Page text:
Design and engineering
Healthcare building programmes in the UK - creating new hospitals and health centres, and modernising existing facilities - means opportunities for architects, engineers and other specialists.
In design and enginering, you will work as part of a larger team that includes other managers in estates and facilities, estates services staff, architects, chartered surveyors, external contractors and suppliers.
Roles in design and engineering management
In estates and facilities management, you could work in a number of different roles, including:
As an estates manager, you'll be responsible for the physical environment within which healthcare is delivered - including the buildings, car parking, transport facilities on-site, waste disposal and the grounds. This work may involve the planning and commissioning of new buildings and facilities, the redevelopment of existing premises, or the disposal/demolition of redundant resources. You'll usually need to hold a professional qualification in an area such as engineering, building - surveying or architecture.
As a senior estates manager, you'll usually need direct experience in the application of NHS design, building services and operational standards across a variety of healthcare facilities. You'll also need to be capable of providing high level professional advice and support to colleagues and contractors. Experience of capital investment programmes will often be required for this level of post.
If you are working as a technical services manager, you'll typically directly manage a team of facilities managers (for example with responsibility for such areas as health and safety, security and car parking) and provide professional support to other managers such as estates and hotel services managers.
As a building services engineer, you will work across the whole spectrum of industries that exist to service buildings: in the design and installation of systems, in the manufacture of equipment and components, in facilities management, and in maintenance. Light, heating, water, lifts and ventilation - in fact everything that makes buildings safe and comfortable for the people who use them - are planned, designed and monitored by building services engineers.
In any building project, the services engineer is responsible for designing energy efficient solutions, ensuring that depletion of the planet's resources, and environmental pollution, are minimised.
The profession is moving forwards in a dynamic way, and demand for its expertise is increasing rapidly. Exiting developments in the field of architectural engineering mean that building services are better integrated into building design at the earliest stages. This is making the role of the building services engineer even more crucial.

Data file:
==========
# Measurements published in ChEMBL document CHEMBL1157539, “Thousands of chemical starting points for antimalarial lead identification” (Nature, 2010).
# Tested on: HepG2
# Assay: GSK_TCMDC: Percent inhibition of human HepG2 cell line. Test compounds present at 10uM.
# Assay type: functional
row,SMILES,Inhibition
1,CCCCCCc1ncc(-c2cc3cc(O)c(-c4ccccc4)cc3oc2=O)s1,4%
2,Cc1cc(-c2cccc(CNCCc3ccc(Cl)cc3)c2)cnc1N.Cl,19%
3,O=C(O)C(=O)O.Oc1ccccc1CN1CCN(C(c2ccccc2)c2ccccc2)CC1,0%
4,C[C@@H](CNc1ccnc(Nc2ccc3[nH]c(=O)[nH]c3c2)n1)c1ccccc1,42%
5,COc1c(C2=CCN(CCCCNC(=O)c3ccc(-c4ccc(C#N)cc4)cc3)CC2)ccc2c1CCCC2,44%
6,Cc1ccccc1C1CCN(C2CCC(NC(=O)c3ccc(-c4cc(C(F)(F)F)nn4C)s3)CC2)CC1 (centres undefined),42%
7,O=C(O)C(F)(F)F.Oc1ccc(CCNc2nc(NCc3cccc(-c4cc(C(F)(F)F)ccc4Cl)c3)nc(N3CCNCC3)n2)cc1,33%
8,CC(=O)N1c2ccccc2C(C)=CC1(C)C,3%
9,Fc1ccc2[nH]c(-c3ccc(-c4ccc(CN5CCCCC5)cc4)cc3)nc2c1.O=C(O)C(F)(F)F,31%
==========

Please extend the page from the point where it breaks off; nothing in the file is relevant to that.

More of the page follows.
Want to learn more?
- Find out more about the entry requirements, skills required and training for a career in design and engineering management
Pay and conditions
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Most jobs in the NHS are covered by the Agenda for Change (AfC) pay scales. This pay system covers all staff except doctors, dentists and the most senior managers.
Your career in NHS management would typically start at Agenda for Change band 6 or 7, with some positions at band 5, and the most senior roles rising to band 9 for example, as a professional manager for a technical service.
NHS staff will usually work a standard 37.5 hours per week. They may work a shift pattern.
Terms and conditions of service can vary for employers outside the NHS.
Where the role can lead
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There are opportunities to progress through junior into more senior managerial roles, with broader responsibilities, typically encompassing several functions or departments.
Job market and vacancies
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When you’re looking for job vacancies, there are a number of sources you can use, depending on the type of work you’re seeking.
Check vacancies carefully to be sure you can meet the requirements of the person specification before applying and to find out what the application process is. You may need to apply online or send a CV for example.
Key sources relevant to vacancies in the health sector:
- vacancies in organisations delivering NHS healthcare can be found on the NHS Jobs website
- opportunities in the Civil Service can be found on the Civil Service Jobs website
- vacancies in local government can be found on the Local Government Jobs website and the Jobs Go Public website
- vacancies for apprenticeships and traineeships appear on the Gov.uk website
As well as these sources, you may find suitable vacancies in the health sector by contacting local employers directly, searching in local newspapers and by using the Universal Jobmatch tool.
Volunteering is an excellent way of gaining experience (especially if you don’t have enough for a specific paid job you’re interested in) and also seeing whether you’re suited to a particular type of work. It’s also a great way to boost your confidence and you can give something back to the community!
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For further information about a career in design and engineering management, contact: